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Artemisinin’s Rocky Road to Globalization: Part I

by Yanzhong Huang
February 27, 2015

A Thai Public Heath Ministry official places a thermometer into a child's mouth at a malaria clinic in Sai Yoke district, Kanchanaburi Province October 26,2012. The child, who lives on the Thai-Myanmar border, came to the clinic to get tested for malaria. Globally, 3.3 billion people are at risk of malaria infection. While Africa has the highest malaria burden, most the 46,000 deaths outside Africa occurred in Asia Pacific. There are also concerns over a growing parasite resistance. Studies and research show artemisinin-based therapies - currently the most effective treatment against malaria - are taking longer to cure some of the patients. REUTERS/Sukree Sukplang (THAILAND - Tags: POLITICS HEALTH) A Thai Public Heath Ministry official places a thermometer into a child's mouth at a malaria clinic in Sai Yoke district, Kanchanaburi Province, on October 26, 2012 (Sukree Sukplang/Courtesy of Reuters).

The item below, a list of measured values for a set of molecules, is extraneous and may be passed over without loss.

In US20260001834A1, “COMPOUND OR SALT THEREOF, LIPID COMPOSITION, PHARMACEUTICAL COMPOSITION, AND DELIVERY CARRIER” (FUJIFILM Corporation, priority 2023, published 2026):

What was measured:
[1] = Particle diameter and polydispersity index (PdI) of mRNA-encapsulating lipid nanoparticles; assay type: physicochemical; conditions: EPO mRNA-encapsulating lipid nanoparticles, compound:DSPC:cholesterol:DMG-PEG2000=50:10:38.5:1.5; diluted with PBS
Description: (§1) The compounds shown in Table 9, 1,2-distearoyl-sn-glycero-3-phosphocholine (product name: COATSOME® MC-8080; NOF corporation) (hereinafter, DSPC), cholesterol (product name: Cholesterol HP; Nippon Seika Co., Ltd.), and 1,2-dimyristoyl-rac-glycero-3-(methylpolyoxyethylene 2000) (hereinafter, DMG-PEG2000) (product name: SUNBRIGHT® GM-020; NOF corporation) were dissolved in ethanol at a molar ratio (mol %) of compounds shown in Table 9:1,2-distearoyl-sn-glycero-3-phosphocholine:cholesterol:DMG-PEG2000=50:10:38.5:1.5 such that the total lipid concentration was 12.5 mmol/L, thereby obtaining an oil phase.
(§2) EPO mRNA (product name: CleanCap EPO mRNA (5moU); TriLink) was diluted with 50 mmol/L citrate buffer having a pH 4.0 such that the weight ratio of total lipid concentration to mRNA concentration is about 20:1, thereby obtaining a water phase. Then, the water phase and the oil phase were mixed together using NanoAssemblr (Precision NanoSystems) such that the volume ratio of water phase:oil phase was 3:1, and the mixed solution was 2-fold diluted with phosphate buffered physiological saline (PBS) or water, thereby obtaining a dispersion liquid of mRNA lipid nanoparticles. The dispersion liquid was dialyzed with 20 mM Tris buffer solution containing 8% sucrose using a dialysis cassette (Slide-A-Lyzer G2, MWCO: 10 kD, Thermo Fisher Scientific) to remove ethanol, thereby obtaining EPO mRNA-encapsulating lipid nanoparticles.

Artemisinin, or Qinghaosu, is isolated from Artemisia annua L., a plant native to China but now naturalized in many other countries. Today, the artemisinin group of drugs is considered the most efficacious and fast-acting antimalarial known to the humankind. In 2011, Dr. Tu Youyou, a Chinese medical scientist, won the Lasker Award in Clinical Medicine—one of the most respected science prizes in the world—for discovering the antimalarial treatment that has saved millions of lives worldwide, especially in the developing countries.